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A “solid and responsible Budget”

19 Mar 2015

Experts comment on impact of tax, savings, infrastructure and trade policies

 Responding to the Chancellor’s final Budget of this Parliament, Simon Walker, Director General of the Institute of Directors, said:

“This was a solid and responsible budget. Few Chancellors would be able to resist the temptation to binge on a £22bn windfall from the sale of bank shares this close to an election. By using it to pay down our national debt George Osborne has shown commendable discipline.

“Whilst some may have expected more rabbits from the hat, today’s employment figures and the revised OBR growth forecasts prove there’s definitely something of the Duracell bunny to Britain’s economic recovery. This is a testament to this Government’s support for enterprise but, more importantly, it is evidence of the tenacity and resilience of UK businesses.

The IoD’s policy experts respond to specific measures in the Budget below - 

Economic overview

James Sproule, Chief Economist:

“We welcome the continuing focus on deficit reduction. The UK’s debt position remains perilous and there is much work yet to be done if we are to run surpluses after 2018.

“The immediate economic news in the run up to the budget was encouraging, with employment rising to record levels. The recovery from the recession has taken longer than anticipated and while the OBR’s forecasts for future growth contribute to a feeling of positivity, they are hardly set in stone. However, the degree to which government and businesses are beginning to pay down their debt is an encouraging trend, which will need to continue to get the country’s finances on a sustainable footing.”


Stephen Herring, Head of Taxation:

“We welcome the Chancellor’s announcement that the downward drift of the higher rate tax threshold is to be halted in 2016/17, by increasing both the personal allowance and the basic rate tax band. The IoD has recommended triple-locking the higher rate threshold to the highest of the consumer prices index, earnings growth or 2.5%, on a similar basis to the single-tier state pension. This will make sure more and more taxpayers are not dragged into paying higher rate tax in the future.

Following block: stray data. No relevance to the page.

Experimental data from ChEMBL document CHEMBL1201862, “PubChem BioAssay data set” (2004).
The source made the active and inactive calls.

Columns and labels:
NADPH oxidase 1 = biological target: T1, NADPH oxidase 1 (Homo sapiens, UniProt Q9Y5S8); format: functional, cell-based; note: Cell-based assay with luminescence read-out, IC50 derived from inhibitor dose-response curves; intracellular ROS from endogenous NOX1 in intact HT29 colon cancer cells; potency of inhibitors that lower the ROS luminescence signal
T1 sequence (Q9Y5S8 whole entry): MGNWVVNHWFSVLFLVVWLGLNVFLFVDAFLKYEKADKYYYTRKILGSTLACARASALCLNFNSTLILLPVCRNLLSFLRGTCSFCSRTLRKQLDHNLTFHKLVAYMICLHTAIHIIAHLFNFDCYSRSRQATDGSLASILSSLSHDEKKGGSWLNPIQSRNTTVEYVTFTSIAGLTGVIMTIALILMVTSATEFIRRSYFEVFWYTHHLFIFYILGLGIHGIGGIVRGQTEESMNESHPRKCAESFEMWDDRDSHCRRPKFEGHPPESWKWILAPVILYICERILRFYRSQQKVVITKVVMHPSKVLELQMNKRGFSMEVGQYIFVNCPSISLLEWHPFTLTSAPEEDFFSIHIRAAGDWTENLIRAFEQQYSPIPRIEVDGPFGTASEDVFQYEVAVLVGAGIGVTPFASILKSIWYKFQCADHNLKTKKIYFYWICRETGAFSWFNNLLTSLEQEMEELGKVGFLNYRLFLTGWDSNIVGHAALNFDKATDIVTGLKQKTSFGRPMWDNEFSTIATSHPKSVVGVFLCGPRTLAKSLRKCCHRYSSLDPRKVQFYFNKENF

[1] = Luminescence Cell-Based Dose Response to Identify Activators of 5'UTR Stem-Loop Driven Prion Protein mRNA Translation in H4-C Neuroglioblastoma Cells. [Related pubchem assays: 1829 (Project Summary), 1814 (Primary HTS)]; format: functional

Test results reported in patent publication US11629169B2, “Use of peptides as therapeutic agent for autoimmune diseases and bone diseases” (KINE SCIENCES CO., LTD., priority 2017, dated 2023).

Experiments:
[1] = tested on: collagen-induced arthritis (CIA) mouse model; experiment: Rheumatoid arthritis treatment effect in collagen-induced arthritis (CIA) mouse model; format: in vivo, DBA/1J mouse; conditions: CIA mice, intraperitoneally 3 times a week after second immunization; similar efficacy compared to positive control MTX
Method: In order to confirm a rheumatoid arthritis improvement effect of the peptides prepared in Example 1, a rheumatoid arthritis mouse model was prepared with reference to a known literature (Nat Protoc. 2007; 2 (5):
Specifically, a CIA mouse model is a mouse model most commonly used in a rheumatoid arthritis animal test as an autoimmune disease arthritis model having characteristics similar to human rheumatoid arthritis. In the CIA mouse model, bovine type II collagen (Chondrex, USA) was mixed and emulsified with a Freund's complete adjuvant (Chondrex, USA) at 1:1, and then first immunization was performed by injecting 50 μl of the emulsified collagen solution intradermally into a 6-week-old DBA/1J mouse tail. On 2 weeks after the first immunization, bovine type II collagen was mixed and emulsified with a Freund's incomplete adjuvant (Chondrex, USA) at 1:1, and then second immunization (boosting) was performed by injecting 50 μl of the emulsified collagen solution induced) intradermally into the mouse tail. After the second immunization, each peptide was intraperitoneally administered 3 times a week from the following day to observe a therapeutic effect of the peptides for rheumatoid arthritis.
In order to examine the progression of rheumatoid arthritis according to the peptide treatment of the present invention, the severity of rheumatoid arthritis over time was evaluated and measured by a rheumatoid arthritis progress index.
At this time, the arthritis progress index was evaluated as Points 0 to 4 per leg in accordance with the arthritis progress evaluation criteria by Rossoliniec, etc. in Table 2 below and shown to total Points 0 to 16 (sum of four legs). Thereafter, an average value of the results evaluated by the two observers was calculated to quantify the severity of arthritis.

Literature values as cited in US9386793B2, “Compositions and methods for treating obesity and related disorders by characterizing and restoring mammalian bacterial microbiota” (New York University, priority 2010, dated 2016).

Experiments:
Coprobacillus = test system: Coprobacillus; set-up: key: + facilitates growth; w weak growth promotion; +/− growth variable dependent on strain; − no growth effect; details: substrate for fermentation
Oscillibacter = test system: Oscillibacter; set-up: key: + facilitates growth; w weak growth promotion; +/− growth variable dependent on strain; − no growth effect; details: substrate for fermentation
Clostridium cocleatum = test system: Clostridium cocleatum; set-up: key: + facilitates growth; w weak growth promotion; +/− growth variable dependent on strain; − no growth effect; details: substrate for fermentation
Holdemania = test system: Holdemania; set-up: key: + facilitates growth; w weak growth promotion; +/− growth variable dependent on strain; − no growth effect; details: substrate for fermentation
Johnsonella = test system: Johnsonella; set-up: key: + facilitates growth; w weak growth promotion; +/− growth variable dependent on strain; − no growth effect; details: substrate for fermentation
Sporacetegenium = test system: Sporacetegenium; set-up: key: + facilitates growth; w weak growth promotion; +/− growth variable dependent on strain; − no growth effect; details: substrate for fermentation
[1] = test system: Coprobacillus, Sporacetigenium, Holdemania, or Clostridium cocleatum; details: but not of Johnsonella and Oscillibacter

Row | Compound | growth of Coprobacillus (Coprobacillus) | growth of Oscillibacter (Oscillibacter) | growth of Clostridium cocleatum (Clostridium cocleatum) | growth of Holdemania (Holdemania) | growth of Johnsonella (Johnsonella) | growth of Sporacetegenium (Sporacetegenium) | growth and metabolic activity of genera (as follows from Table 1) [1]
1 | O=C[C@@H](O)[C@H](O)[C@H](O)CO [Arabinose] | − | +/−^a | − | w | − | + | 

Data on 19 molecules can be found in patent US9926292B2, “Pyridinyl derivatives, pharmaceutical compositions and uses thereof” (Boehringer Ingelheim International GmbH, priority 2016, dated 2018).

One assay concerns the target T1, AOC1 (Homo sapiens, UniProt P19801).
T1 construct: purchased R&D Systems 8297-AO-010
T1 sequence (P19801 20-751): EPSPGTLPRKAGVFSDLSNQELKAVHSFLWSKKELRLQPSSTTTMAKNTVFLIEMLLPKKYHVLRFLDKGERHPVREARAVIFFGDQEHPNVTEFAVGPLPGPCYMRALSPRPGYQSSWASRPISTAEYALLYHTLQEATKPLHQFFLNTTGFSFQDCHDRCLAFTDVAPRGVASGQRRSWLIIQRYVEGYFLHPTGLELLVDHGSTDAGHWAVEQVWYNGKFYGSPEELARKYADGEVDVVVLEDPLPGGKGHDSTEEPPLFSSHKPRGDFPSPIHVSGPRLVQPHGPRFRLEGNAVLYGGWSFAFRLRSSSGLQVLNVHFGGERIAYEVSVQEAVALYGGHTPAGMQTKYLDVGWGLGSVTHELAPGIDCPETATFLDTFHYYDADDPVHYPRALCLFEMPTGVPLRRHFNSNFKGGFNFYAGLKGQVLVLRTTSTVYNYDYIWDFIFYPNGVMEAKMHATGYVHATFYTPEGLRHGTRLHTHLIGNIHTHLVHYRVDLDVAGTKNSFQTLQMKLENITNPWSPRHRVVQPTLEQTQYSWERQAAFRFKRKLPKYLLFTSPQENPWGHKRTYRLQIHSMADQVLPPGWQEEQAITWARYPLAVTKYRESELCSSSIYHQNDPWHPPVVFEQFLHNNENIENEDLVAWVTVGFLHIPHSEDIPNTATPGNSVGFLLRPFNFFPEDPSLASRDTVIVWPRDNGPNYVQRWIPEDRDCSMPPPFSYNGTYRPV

“However, we were disappointed that the Chancellor did not announce that the Annual Investment Allowance (’AIA’) would continue at a level no less than its existing level of £500,000 for the next Parliament. This would have given businesses the certainty needed to plan their investments in plant and machinery.

“The Diverted Profits Tax also appears to be being rushed through with insufficient consultation. Hopefully there is still time for the Government and Opposition to agree that a few months of additional consultation would improve the targeting of this significant new tax. A hastily-implemented tax would most likely need to be revised later.

“The Chancellor should have frozen business rates this year, and ideally until the delayed property revaluation. Many shops, factories and warehouses are facing business rate increases when they would have seen the charge cut if the revaluation had taken place earlier as planned.”


Malcolm Small, Senior Financial Services Policy Adviser:

“The increase in the Bank Levy will make headlines, but we need to be wary of the downsides. This levy risks decreasing bank profits, potentially meaning less money to lend to growing businesses. Lower profits will also reduce the value of bank shares making the sale of government-owned bank shares that much harder.”


Malcolm Small: